President Barack Obama wrapped up his visit to Europe with a stop in Istanbul and a speech in which he appealed directly to Muslims worldwide to forge a new relationship with the U.S. With American forces still occupying Iraq and set to vastly increase their presence in Afghanistan, the response from the Islamic community has been mixed.
The United States is not, and will never be, at war with Islam. In fact, our partnership with the Muslim world is critical not just in rolling back the violent ideologies that people of all faiths reject, but also to strengthen opportunity for all its people. -Obama, 4/6/2009
In Southeast Asia, however, the US faces a range of policy issues.
Indonesia’s president Susilo Bambang Yudhoyono says that Obama will visit Jakarta later this year. Evidently, at a breakfast meeting at the recent G-20 meeting, Obama used the Bahasa word capek to ask if Yudhoyono was tired – a gesture that caused the Indonesian president to fondly recall Obama’s time in Indonesia as a child.
When Obama visits Indonesia later this year, he will face a delicate counter-terrorism program and a country struggling with the global economic downturn. And, although many Indonesians praise Obama’s recent efforts, they are still wary of eight years of a largely unpopular Bush-era policy towards Muslims. (On election day last year, I traveled through Central Java and spoke with Indonesians about Obama – you can check out the story here.)
I also want to be clear that America’s relationship with the Muslim community, the Muslim world, cannot, and will not, just be based upon opposition to terrorism. We seek broader engagement based on mutual interest and mutual respect. -Obama, 4/6/2009
In Southern Thailand, a conflict between Muslim separatist forces and the central government has claimed more than three-thousand civilian lives over the last few years. When Obama was sworn in as president the Thai Indian community highlighted his remarks about the Muslim community.
But Obama’s efforts to reach out to countries in the region has drawn some criticism. In a Februrary 6th op-ed article, The Bangkok Post called for a more direct engagement with the new administration.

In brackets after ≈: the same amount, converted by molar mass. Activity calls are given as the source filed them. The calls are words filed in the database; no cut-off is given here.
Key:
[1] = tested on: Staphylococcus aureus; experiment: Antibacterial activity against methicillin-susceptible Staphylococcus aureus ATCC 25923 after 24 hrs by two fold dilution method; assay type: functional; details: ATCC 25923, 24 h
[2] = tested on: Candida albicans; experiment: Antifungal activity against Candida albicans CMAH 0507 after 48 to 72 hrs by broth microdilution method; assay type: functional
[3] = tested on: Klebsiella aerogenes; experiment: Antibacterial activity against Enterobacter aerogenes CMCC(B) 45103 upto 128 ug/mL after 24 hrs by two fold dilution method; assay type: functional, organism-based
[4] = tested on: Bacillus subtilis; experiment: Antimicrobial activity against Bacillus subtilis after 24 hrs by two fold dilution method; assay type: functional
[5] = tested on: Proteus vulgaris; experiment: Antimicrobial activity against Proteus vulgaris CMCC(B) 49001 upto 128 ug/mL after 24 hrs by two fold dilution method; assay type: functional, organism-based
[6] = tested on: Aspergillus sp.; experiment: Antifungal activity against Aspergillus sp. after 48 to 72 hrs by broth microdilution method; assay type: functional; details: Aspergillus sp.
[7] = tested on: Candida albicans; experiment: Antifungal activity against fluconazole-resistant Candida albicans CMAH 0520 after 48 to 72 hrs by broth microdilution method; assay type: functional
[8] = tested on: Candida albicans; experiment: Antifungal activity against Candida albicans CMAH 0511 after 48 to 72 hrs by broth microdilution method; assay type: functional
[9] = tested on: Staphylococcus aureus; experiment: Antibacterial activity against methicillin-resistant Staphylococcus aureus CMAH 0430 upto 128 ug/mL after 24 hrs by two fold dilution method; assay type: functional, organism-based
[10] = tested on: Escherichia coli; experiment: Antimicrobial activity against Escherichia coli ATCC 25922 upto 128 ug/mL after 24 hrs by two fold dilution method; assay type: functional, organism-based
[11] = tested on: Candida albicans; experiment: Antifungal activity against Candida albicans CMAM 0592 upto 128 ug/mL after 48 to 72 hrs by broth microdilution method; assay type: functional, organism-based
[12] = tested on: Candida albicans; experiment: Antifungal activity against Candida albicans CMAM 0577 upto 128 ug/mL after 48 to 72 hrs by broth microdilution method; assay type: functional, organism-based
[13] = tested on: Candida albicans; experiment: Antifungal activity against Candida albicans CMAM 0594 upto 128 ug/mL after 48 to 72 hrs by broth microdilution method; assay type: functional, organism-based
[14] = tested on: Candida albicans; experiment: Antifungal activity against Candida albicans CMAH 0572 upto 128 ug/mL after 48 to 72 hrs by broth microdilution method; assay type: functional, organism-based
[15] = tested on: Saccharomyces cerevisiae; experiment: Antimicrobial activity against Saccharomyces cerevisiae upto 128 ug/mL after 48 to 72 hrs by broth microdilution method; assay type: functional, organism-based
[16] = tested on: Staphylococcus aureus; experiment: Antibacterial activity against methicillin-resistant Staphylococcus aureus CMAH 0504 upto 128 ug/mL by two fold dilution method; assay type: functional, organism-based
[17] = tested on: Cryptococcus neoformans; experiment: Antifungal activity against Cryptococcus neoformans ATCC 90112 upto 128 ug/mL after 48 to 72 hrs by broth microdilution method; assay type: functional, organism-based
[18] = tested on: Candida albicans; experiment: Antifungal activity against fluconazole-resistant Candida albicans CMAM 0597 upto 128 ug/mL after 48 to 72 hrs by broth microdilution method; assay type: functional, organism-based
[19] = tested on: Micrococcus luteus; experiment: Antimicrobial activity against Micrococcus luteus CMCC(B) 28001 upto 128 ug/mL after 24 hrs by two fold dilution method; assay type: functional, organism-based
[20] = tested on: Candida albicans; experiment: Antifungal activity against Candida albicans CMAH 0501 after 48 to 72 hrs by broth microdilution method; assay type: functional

“Many in Thailand, which has 175 years of rock-solid support and harmony with the US, feel the new leadership in Washington is turning its back on an old friend. Singaporeans and Filipinos have said much the same. The new administration maintains it truly wants to focus on our region. It is important to include wary countries like Indonesia in the dialogue. But it is vital not to ignore old and trusted friends.”
And in the Philippines, many say the continuing US military aid to the country’s armed forces is making a decades-old conflict in Mindanao worse.
In the on-line weekly, Bulatlat, Bayan secretary general Renato M. Reyes, Jr. makes the connection between human rights abuses under the Arroyo administration and continuing support from the U.S.
“It behooves the Obama administration to reexamine its military aid to the abusive and corrupt Arroyo administration. Obama can do the right thing and cut aid to Arroyo now.”
Obama faces a range of complicated issues in Southeast Asia, but in the end, it may be his personal claim that edges him closer to a true reconciliation with Islam.
We will listen carefully, we will bridge misunderstandings, and we will seek common ground. We will be respectful, even when we do not agree. We will convey our deep appreciation for the Islamic faith, which has done so much over the centuries to shape the world — including in my own country. The United States has been enriched by Muslim Americans. Many other Americans have Muslims in their families or have lived in a Muslim-majority country — I know, because I am one of them. -Obama, 4/6/2009
Read the full text of Obama’s speech delivered to the Turkish Parliament on April 6, 2009 here.